Utah Medicaid Eligibility for Long Term Care: Income & Asset Limits

Last updated: January 10, 2022


Utah Medicaid Definition

In Utah, the agency that administers the Medicaid program is the Utah Department of Health. Eligibility is determined by the Department of Workforce Services (DWS).

Medicaid is a wide-ranging health insurance program for low-income individuals of all ages. Jointly funded by the state and federal government, it provides health coverage for various groups of Utah residents, including pregnant women, parents and caretaker relatives, adults with no dependent children, disabled individuals, and seniors. However, this page is focused strictly on Medicaid eligibility for Utah elders, aged 65 and over, and specifically for long term care, whether that be at home, in a nursing home, or in an assisted living facility. This page, however, is focused strictly on Medicaid eligibility for Utah elders, aged 65 and over. Specifically, long term care is covered. In addition to care services in nursing homes and assisted living facilities, UT Medicaid pays for non-medical services and supports to help frail seniors remain living in their homes.

  The American Council on Aging now offers a free, quick and easy Medicaid eligibility test for seniors.


Income & Asset Limits for Eligibility

There are several different Medicaid long-term care programs for which Utah seniors may be eligible. These programs have varying financial and medical (functional) eligibility requirements, as well as benefits. Further complicating eligibility are the facts that the requirements vary with marital status and that Utah offers multiple pathways towards Medicaid eligibility.

1) Institutional / Nursing Home Medicaid – This is an entitlement program; Anyone who meets the eligibility requirements will receive assistance. Benefits are provided only in nursing home facilities.

2) Medicaid Waivers / Home and Community Based Services (HCBS) – These are not entitlement programs; There are participant caps for enrollment and wait lists may exist. Intended to delay nursing home admissions, benefits are provided at home, adult day care, or in assisted living. More on Waivers.

3) Regular Medicaid / Aged, Blind or Disabled (ABD) – This is an entitlement program; Anyone who meets the eligibility requirements will receive assistance. Various long-term care services, such as personal care assistance or adult day care, may be available.

The table below provides a quick reference to allow seniors to determine if they might be immediately eligible for long term care from a Utah Medicaid program. Alternatively, one can take the Medicaid Eligibility Test. IMPORTANT: Not meeting all the criteria does not mean one is ineligible or cannot become eligible for Medicaid in Utah. More.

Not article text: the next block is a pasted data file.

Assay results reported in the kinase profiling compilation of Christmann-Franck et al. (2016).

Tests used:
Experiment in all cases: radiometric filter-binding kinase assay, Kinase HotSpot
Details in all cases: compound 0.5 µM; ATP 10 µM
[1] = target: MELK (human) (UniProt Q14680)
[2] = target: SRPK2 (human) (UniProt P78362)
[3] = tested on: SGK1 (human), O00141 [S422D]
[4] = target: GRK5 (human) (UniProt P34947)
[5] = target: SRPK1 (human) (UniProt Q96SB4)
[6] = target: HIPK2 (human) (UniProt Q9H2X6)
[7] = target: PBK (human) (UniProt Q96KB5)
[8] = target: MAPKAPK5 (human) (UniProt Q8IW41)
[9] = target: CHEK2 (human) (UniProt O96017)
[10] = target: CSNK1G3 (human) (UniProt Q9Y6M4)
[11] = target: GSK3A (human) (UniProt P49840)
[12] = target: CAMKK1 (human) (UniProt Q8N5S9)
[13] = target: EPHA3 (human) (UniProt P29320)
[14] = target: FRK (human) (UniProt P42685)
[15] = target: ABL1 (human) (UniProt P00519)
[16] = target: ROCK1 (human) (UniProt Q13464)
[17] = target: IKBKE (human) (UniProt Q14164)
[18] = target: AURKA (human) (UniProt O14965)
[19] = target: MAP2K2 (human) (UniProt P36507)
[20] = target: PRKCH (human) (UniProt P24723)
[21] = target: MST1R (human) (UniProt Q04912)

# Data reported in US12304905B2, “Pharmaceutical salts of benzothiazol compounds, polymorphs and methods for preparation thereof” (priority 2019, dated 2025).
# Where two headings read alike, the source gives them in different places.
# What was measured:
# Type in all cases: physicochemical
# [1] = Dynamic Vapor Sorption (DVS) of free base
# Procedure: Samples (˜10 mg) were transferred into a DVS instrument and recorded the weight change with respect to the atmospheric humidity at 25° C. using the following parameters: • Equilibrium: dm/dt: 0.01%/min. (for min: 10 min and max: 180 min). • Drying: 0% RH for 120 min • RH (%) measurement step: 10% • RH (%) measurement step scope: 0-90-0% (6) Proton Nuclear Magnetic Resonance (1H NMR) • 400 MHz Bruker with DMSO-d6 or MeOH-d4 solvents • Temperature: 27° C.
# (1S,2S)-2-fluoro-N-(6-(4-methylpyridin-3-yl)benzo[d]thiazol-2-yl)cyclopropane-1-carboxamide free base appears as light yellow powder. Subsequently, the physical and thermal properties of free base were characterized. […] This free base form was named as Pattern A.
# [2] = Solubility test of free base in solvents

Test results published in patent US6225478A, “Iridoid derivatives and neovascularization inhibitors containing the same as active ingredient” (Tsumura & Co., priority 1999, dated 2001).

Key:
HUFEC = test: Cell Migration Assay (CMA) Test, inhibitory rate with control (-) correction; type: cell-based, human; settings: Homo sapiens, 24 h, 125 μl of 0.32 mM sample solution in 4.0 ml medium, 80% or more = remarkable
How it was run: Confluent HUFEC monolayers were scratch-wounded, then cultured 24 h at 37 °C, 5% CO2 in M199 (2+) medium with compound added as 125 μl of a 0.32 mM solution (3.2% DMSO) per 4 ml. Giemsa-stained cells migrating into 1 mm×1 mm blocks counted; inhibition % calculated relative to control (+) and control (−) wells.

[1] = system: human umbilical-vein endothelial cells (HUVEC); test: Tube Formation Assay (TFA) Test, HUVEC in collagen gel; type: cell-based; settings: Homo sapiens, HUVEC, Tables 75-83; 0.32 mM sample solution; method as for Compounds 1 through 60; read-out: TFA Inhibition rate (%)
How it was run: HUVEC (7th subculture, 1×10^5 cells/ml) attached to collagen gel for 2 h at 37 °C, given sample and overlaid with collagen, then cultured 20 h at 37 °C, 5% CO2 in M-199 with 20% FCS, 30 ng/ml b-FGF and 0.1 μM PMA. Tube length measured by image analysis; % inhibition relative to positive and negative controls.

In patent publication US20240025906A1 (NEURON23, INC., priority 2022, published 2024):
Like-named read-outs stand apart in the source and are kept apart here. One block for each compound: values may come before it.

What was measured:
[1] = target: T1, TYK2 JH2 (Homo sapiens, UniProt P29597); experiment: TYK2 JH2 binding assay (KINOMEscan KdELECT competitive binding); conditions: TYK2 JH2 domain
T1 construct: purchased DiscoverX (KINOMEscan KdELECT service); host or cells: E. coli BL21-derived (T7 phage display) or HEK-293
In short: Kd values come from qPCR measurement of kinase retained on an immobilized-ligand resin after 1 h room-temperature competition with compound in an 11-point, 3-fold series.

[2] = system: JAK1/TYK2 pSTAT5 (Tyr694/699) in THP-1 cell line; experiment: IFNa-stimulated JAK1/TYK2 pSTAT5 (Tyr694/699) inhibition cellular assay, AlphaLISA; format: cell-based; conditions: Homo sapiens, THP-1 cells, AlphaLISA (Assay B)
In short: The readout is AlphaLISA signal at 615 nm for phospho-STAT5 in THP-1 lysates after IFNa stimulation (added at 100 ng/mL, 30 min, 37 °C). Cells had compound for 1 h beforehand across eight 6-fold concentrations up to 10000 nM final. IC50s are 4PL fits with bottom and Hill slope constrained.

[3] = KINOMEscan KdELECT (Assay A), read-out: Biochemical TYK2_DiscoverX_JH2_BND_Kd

2022 Utah Medicaid Long Term Care Eligibility for Seniors
Type of Medicaid Single Married (both spouses applying) Married (one spouse applying)
Income Limit Asset Limit Level of Care Required Income Limit Asset Limit Level of Care Required Income Limit Asset Limit Level of Care Required
Institutional / Nursing Home Medicaid No income limit* $2,000 Nursing Home No income limit* $4,000 ($2,000 per spouse) Nursing Home No income limit* $2,000 for applicant & $137,400 for non-applicant Nursing Home
Medicaid Waivers / Home and Community Based Services Aging Waiver ($1,133 / month – eff. 3/1/22-2/28/23) New Choices Waiver ($2,523 / month – eff. 1/1/22- 12/31/22)† $2,000 Nursing Home Aging Waiver ($1,133 / month per spouse – eff. 3/1/22- 2/28/23) New Choices Waiver ($2,523 / month per spouse – eff. 1/1/22- 12/31/22)† $4,000 ($2,000 per spouse) Nursing Home Aging Waiver ($1,133 / month per spouse – eff. 3/1/22- 2/28/23) New Choices Waiver ($2,523 / month per spouse – eff. 1/1/22- 12/31/22)† $2,000 for applicant & $137,400 for non-applicant Nursing Home
Regular Medicaid / Aged, Blind or Disabled $1,133 / month (eff. 3/1/22-2/28/23) $2,000 Help with ADLs $1,526 / month (eff. 3/1/22-2/28/23) $3,000 Help with ADLs $1,526 / month (eff. 3/1/22-2/28/23) $3,000 Help with ADLs
*With the exception of a personal needs allowance of $45 / month, Medicare premiums, and a spousal monthly income allowance (if applicable), all a beneficiary’s monthly income must go to the nursing home.

Based on one’s living setting, a program beneficiary may not be able keep monthly income up to this level.


What Defines “Income”

Any income that a Medicaid applicant receives is counted. This can come from any source. Examples include employment wages, alimony payments, Veteran’s benefits, pension payments, Social Security Disability Income, Social Security Income, Supplemental Security Income, IRA withdrawals, and stock dividends. Holocaust restitution payments and Covid-19 stimulus checks do not count as income, and therefore, do not impact Medicaid eligibility.

When just one spouse of a married couple applies for nursing home Medicaid or a HCBS Medicaid Waiver, only the income of the applicant is counted. This means that regardless of the amount of monthly income a non-applicant spouse receives, it does not impact the income eligibility of the applicant spouse. The non-applicant spouse, however, might be entitled to a Minimum Monthly Maintenance Needs Allowance (MMMNA) from their spouse. The MMMNA is a spousal impoverishment rule and is the minimum amount of income a non-applicant spouse is said to require to avoid spousal impoverishment. The MMMNA in UT is $2,288.75 (effective 7/1/22 – 6/30/23). If a non-applicant’s monthly income is under $2,288.75, income can be transferred from their applicant spouse, bringing their income up to this level.

In Utah, a non-applicant spouse can further increase their spousal income allowance if their housing and utility costs exceed a “shelter standard” of $686.63 / month (effective 7/1/22 – 6/30/23). However, in 2022, in no case can a spousal income allowance put a non-applicant’s income over $3,435 / month. This is the Maximum Monthly Maintenance Needs Allowance. Learn more about how the spousal allowance is calculated.

Income is counted differently when only one spouse applies for Regular Medicaid / Aged, Blind or Disabled; The income of both the applicant spouse and non-applicant spouse is calculated towards the applicant’s income eligibility. More on how Medicaid counts income.


What Defines “Assets”

Countable assets include cash, stocks, bonds, investments, promissory notes, credit union, savings, and checking accounts, and real estate in which one does not reside. There are also many assets that Medicaid does not count. In other words, they are exempt. Exemptions include personal belongings, such as clothing, household furnishings and appliances, an automobile, a burial plot, irrevocable funeral trusts, and life insurance with a combined face value up to $1,500. One’s primary home, given the Medicaid applicant lives in it or has intent to return, and in 2022, their home equity interest is not more than $636,000, is exempt. The amount of the home’s value owned by the applicant is their equity interest in the home. The home is also exempt, regardless of any other circumstances, if a non-applicant spouse lives in it.